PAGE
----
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The local school for the blind in Thessaloniki, Greece has recently faced uncertainty with the threatened closing of their school due to operational budgetary constraints. Even though an agreement was eventually reached with national officials ensuring the school's continued operation, many students at the school felt frustrated that their voices were not being heard during the debate that would directly affect their lives. Several of the school's volunteers approached the students about the possibility of using citizen media as a way to express their thoughts on the state of their school, as well as other issues facing the blind community in northern Greece.
As technology for the blind computer users continues to progress, it has become easier and easier for the visually disabled to these citizen media tools. For example, through the use of screen readers, which is software that provides text-to-speech capabilities allowing the user to hear the words aloud that are written or typed by the user, this has enabled many individuals to send emails, to surf the web, as well as as to publish to their personal blogs. Voice recording for audio podcasting is also another way that the blind can express their thoughts and ideas online.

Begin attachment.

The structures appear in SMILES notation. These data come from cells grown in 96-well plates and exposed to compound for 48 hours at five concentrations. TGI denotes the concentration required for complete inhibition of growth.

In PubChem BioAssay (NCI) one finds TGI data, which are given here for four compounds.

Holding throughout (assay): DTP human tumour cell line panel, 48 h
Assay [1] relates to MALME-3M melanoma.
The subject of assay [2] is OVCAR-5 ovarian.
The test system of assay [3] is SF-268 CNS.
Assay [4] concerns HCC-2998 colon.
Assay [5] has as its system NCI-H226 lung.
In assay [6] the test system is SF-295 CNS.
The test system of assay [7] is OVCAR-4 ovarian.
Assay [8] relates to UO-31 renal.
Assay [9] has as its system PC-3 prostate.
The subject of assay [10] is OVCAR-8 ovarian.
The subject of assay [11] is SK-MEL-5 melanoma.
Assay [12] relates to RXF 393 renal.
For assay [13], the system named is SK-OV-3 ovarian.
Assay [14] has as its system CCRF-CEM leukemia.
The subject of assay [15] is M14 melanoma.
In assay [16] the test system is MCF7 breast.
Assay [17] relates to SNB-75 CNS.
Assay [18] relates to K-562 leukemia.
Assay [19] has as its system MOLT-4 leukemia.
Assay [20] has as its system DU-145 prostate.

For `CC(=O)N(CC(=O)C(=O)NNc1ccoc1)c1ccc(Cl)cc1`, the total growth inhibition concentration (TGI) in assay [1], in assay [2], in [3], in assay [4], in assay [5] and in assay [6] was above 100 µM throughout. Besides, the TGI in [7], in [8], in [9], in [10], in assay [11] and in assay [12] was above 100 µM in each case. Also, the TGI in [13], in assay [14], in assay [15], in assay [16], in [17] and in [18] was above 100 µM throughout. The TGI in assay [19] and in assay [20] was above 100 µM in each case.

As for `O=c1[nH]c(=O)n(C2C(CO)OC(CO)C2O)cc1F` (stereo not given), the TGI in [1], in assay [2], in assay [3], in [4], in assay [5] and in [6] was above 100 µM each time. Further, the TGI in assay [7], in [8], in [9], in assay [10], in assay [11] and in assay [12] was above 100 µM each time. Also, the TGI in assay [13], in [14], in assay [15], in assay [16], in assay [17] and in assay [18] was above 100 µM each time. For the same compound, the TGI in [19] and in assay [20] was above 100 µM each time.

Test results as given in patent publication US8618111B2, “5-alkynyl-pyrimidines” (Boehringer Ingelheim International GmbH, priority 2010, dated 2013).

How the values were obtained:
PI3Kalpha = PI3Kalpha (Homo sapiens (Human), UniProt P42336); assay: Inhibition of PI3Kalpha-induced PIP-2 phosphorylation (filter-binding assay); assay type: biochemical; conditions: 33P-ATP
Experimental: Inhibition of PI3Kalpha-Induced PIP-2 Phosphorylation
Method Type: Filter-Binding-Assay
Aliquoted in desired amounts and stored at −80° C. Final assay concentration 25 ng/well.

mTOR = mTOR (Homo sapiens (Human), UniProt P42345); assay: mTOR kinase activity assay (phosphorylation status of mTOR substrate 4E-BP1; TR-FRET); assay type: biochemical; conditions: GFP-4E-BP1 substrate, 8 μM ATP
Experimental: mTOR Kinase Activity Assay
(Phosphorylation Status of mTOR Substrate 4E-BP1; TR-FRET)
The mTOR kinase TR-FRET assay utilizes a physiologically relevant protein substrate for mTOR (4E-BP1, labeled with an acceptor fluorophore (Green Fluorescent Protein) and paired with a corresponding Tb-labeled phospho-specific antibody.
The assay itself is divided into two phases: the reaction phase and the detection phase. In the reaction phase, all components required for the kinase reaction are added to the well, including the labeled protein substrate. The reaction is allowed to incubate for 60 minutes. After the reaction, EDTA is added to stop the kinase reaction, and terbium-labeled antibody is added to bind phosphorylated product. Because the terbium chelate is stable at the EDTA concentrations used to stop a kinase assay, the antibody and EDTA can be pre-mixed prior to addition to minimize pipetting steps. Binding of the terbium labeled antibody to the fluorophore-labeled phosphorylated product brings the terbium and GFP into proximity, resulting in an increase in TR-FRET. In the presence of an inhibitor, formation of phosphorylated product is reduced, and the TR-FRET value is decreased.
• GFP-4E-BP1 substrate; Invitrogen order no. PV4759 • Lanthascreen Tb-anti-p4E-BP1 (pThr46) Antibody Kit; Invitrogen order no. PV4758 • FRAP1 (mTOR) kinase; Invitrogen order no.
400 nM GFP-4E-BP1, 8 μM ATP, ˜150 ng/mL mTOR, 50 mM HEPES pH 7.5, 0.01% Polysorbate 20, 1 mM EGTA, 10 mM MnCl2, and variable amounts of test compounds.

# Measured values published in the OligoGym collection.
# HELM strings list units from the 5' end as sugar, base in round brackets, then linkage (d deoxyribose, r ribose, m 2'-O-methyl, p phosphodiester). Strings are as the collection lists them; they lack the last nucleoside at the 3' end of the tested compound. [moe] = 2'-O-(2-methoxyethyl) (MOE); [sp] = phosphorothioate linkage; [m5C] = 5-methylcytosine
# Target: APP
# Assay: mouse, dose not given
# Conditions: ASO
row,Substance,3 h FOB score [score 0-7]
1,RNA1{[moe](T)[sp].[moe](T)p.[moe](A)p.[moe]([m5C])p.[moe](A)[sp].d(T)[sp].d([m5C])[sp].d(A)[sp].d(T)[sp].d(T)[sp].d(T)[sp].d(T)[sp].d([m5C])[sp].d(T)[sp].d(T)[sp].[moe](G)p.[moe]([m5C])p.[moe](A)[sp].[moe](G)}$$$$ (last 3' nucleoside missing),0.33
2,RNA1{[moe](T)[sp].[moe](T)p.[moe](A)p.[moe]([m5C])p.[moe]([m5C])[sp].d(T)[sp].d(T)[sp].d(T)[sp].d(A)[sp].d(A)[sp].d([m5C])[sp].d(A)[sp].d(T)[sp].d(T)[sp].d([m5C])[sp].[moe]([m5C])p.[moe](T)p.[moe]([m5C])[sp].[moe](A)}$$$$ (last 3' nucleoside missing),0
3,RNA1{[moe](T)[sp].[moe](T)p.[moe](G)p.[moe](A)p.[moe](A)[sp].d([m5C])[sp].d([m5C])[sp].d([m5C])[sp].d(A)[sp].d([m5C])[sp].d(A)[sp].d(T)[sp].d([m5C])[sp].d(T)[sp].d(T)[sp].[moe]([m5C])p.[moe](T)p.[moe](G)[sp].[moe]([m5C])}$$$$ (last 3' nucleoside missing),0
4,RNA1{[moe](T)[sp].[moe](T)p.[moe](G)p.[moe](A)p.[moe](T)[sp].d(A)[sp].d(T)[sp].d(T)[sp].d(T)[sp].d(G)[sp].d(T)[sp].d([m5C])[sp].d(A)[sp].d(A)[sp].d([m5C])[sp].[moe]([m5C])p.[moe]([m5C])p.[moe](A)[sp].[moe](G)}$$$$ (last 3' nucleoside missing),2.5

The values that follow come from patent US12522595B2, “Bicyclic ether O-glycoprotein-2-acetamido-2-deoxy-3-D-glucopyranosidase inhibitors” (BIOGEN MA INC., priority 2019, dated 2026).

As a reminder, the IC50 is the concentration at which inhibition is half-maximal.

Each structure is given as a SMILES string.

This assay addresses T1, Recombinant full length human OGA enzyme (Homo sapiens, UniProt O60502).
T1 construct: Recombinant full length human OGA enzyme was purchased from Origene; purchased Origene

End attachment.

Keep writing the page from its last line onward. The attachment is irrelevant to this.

The project “Blind Dates” will be led by Alexia Kalaitzi, who is a volunteer at the school, in close collaboration with Stefanos Tokatlidis, a current student at the school. Tokatlidis has been a blogger [el] for a little more than a year, and is eager to teach his fellow students how to create and manage their own blogs using some of the technologies available for blind students. In addition to teaching the students how to blog, the project will receive technical support from the local NGO United Societies of Balkans to broadcast the audio podcasts on an online web radio station. The content created by the students will cover a wide range of subjects including news about the school, as well as issues pertaining to accessibility issues and public policies concerning the blind community in northern Greece.